Christmas decorations have changed over the years but if you think back to the late 60s or early 70s, you probably remember a ceramic Christmas tree with twinkling lights sitting on your mantle or tabletop. Some of those trees even played music.
“Everyone who took a ceramics class and celebrated Christmas made one of these trees,” vintage lifestyle expert Bob Richter told TODAY Home. “People put them on top of the television, back when the TV was a piece of furniture.”
By the time the 80s rolled around, ceramic Christmas trees were going out of style but they are now making a nostalgic reappearance.
People are going crazy for these old ceramic Christmas trees and are even paying hundreds of dollars for the vintage versions on eBay. One of those trees sold for $100, another for $149 and another tree even reportedly sold for $218! If you wait closer to the holiday season, you may even pay a higher price.
If you happen to have an old ceramic tree from years gone by, and it isn’t a nostalgic possession, you might just want to pick up some extra cash by selling it online.
Richter says that it’s best if you hold onto them until closer to the end of December.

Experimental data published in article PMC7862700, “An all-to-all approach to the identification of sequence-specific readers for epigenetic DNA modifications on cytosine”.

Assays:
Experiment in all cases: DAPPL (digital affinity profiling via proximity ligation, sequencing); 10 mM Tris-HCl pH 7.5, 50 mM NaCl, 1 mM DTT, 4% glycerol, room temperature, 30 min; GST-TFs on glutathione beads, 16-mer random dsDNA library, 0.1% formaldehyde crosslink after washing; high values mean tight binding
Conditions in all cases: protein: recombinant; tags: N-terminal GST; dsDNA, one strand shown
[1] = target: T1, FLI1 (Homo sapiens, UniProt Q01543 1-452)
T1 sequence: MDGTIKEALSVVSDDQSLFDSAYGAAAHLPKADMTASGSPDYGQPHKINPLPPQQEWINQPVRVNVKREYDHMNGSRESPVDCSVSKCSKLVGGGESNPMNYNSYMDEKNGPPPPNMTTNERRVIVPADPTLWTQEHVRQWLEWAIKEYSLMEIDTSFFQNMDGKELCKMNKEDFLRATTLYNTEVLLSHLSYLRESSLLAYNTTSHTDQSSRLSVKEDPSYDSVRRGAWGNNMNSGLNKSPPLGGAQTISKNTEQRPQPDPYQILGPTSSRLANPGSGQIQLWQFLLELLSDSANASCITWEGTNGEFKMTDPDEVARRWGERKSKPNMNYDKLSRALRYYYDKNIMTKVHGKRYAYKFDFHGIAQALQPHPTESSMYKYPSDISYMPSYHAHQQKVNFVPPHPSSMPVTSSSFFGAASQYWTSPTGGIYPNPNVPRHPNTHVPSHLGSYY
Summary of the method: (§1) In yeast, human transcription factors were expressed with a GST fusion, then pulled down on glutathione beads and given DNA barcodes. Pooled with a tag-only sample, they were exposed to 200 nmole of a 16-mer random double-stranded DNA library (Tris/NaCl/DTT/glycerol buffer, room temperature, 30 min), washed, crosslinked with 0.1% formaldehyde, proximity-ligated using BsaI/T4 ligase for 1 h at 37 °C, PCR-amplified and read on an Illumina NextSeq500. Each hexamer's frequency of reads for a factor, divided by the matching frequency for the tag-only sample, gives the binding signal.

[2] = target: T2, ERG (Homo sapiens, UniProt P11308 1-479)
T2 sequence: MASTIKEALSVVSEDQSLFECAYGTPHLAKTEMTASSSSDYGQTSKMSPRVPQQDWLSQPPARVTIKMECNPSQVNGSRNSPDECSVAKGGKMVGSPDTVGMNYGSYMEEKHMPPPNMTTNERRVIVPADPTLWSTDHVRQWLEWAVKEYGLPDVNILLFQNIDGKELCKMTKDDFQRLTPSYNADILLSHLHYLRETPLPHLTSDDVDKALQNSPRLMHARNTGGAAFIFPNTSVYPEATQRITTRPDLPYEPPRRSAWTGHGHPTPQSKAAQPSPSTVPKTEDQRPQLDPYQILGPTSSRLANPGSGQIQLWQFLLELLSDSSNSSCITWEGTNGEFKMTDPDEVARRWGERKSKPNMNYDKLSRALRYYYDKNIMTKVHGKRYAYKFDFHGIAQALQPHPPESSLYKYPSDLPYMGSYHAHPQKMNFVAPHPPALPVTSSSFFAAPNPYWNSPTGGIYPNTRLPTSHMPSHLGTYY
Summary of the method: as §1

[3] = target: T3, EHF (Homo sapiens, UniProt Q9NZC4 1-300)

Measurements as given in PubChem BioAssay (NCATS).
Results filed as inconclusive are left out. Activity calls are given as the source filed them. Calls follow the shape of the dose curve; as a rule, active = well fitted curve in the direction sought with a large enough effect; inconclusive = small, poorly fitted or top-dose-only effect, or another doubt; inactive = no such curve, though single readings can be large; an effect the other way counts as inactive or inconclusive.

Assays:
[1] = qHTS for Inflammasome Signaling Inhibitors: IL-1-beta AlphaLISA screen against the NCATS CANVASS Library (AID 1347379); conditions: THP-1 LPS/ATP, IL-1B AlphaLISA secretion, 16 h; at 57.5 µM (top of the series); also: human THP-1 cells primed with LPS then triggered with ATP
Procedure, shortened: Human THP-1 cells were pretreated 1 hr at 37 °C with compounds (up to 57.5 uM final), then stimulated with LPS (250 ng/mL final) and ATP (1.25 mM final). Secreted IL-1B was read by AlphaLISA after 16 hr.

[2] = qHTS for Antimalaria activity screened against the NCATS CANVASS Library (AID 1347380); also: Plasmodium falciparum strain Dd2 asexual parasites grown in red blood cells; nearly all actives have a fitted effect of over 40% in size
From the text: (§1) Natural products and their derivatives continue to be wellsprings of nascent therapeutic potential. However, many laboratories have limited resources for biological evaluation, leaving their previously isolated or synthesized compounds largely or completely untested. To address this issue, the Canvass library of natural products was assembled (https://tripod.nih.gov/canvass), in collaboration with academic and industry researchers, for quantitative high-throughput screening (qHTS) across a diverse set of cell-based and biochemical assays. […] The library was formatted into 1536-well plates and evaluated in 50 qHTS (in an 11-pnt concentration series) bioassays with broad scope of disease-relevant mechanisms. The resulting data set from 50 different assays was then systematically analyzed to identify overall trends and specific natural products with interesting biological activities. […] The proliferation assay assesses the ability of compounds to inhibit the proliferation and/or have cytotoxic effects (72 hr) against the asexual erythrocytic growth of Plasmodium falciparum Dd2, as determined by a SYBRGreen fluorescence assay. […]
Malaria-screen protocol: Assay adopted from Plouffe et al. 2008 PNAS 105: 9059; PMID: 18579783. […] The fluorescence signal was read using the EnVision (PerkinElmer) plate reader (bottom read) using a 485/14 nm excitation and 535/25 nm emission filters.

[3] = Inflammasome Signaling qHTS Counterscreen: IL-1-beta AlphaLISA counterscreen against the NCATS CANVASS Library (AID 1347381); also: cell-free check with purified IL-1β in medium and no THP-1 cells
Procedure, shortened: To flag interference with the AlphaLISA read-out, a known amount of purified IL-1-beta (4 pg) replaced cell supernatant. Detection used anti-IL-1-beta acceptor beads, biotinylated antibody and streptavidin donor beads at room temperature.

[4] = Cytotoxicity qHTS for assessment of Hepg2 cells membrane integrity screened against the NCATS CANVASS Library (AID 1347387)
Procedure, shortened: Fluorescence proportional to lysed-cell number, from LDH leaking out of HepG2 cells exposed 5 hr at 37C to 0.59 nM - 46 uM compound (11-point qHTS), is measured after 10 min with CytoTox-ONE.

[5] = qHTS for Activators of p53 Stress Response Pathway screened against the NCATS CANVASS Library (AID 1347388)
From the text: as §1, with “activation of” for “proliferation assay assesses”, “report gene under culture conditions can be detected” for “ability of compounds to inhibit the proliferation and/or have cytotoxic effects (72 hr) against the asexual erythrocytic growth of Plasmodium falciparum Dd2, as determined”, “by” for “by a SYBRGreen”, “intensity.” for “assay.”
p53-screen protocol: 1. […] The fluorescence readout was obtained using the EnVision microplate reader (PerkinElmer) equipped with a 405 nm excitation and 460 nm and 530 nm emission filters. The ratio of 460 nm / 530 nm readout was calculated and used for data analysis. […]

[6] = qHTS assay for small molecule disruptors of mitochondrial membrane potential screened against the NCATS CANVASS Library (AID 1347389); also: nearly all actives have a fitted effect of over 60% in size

“The truth of the matter is, they’re not incredibly valuable at other times of the year,” he said.
Richter is the author of “A Very Vintage Christmas” and he recommends a three day listing on eBay with an incentive title, such as ‘Get in time for Christmas’.
Vintage ceramic trees may end up getting $100 or so depending upon their condition. Richter can remember a few of them selling last year for up to $200 each.
If you have a musical tree or one that is either large or very small, you are likely to make more money. Just make sure you post great pictures of the items.
“People don’t like buying something that’s being held by a hand that has dirty fingernails or if there’s a mess in the background,” he said
For those who are interested in selling these trees, you might want to buy some while there’s low demand and then flip them for a profit.
“I buy holiday items off-season in July when you’re sweating at a flea market because you can get those trees for $10 and $20,” he said. “But at this time of the year, everybody wants one. So even at flea markets, the prices are much higher.”
According to Richter, the trees are being sold more frequently because people tend to feel nostalgic for those that were around when they were children.
“At the holidays everybody wants one because it reminds them of the past. And it’s a recent thing within the past couple of years,” he said. “Everybody’s like, ‘Oh, my mom had this, my aunt had this, so I want one.’ … Basically, you’re buying nostalgia. You’re buying the memory.”
Richter also mentions that you may want to hang on to them for sentimental reasons.
“The truth of the matter is, I think it’s great to turn them into cash, and it’s also great to bring them down and plug them in and use them, and tell a story of your grandmother or your aunt or your mother or whoever it was who had them in the first place, because I think that’s the true value,” he said. “It has emotional value, and that has gossamer wings.”